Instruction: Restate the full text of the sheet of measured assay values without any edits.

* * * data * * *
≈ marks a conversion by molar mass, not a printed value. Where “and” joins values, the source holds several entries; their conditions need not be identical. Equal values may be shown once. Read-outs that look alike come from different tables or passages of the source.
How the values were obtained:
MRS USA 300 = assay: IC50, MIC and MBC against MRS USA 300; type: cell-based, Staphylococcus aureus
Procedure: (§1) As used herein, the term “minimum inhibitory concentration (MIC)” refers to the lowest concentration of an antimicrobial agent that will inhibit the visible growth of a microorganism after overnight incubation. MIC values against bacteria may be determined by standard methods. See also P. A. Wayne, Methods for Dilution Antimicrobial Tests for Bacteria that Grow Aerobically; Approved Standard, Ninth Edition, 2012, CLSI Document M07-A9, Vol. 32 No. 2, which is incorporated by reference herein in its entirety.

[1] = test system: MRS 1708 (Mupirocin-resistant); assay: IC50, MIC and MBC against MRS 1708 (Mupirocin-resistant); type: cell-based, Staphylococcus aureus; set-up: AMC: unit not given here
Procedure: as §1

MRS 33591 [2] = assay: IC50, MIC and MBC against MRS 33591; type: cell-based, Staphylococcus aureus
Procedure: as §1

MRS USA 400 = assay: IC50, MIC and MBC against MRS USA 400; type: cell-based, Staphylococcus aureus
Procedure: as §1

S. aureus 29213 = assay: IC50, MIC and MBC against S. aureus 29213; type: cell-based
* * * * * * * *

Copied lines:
≈ marks a conversion by molar mass, not a printed value. Where “and” joins values, the source holds several entries; their conditions need not be identical. Equal values may be shown once. Read-outs that look alike come from different tables or passages of the source.
How the values were obtained:
MRS USA 300 = assay: IC50, MIC and MBC against MRS USA 300; type: cell-based, Staphylococcus aureus
Procedure: (§1) As used herein, the term “minimum inhibitory concentration (MIC)” refers to the lowest concentration of an antimicrobial agent that will inhibit the visible growth of a microorganism after overnight incubation. MIC values against bacteria may be determined by standard methods. See also P. A. Wayne, Methods for Dilution Antimicrobial Tests for Bacteria that Grow Aerobically; Approved Standard, Ninth Edition, 2012, CLSI Document M07-A9, Vol. 32 No. 2, which is incorporated by reference herein in its entirety.

[1] = test system: MRS 1708 (Mupirocin-resistant); assay: IC50, MIC and MBC against MRS 1708 (Mupirocin-resistant); type: cell-based, Staphylococcus aureus; set-up: AMC: unit not given here
Procedure: as §1

MRS 33591 [2] = assay: IC50, MIC and MBC against MRS 33591; type: cell-based, Staphylococcus aureus
Procedure: as §1

MRS USA 400 = assay: IC50, MIC and MBC against MRS USA 400; type: cell-based, Staphylococcus aureus
Procedure: as §1

S. aureus 29213 = assay: IC50, MIC and MBC against S. aureus 29213; type: cell-based